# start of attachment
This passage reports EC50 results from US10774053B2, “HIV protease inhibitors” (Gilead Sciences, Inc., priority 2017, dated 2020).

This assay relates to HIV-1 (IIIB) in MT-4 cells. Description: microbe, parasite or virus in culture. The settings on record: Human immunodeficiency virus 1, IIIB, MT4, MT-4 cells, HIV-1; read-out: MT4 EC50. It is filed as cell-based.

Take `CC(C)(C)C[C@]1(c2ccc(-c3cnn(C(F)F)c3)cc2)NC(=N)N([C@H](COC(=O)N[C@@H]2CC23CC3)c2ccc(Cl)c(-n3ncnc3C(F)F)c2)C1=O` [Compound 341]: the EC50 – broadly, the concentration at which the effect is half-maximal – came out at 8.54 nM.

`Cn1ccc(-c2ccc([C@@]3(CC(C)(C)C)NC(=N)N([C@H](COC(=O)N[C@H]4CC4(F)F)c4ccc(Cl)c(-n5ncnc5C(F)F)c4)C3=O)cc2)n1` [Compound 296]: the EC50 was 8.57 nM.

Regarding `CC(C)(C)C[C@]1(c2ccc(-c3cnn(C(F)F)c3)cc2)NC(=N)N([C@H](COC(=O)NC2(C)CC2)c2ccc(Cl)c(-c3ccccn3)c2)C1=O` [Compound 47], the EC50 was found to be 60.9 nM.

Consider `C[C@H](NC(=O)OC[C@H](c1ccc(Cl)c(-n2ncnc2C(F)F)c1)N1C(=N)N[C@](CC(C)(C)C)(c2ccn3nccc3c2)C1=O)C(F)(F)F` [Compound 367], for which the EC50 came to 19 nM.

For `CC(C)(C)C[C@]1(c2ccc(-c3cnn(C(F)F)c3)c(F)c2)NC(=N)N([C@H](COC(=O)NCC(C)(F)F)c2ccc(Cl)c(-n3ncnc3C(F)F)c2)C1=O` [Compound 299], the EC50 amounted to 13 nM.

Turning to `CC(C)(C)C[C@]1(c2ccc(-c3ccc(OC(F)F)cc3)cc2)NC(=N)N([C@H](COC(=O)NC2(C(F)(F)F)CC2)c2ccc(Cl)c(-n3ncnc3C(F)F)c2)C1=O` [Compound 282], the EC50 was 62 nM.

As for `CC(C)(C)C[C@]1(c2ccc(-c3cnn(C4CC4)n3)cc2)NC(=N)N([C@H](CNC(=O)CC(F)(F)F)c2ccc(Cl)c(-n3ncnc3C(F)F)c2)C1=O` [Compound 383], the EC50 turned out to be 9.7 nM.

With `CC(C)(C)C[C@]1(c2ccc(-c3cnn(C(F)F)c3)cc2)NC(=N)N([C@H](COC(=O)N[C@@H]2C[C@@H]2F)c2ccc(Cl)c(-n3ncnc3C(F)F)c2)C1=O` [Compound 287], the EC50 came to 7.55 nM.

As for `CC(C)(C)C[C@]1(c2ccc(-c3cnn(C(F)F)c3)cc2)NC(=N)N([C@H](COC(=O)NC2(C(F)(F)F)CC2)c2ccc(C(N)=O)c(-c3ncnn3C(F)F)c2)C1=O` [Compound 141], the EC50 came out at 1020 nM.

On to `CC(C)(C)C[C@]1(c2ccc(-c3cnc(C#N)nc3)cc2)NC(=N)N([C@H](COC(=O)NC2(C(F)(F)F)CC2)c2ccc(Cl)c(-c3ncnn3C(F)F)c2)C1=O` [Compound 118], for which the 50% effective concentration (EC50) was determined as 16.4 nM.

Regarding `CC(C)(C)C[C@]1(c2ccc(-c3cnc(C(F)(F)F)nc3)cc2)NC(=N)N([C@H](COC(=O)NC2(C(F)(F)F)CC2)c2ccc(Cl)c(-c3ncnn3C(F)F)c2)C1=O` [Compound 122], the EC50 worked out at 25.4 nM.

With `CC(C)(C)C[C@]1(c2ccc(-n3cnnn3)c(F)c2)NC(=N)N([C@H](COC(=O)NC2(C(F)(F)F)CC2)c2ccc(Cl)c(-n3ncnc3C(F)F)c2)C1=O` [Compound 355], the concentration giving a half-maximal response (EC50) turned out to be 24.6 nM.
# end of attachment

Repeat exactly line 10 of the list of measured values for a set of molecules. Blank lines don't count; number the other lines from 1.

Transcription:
With `CC(C)(C)C[C@]1(c2ccc(-c3cnn(C(F)F)c3)cc2)NC(=N)N([C@H](COC(=O)N[C@@H]2C[C@@H]2F)c2ccc(Cl)c(-n3ncnc3C(F)F)c2)C1=O` [Compound 287], the EC50 came to 7.55 nM.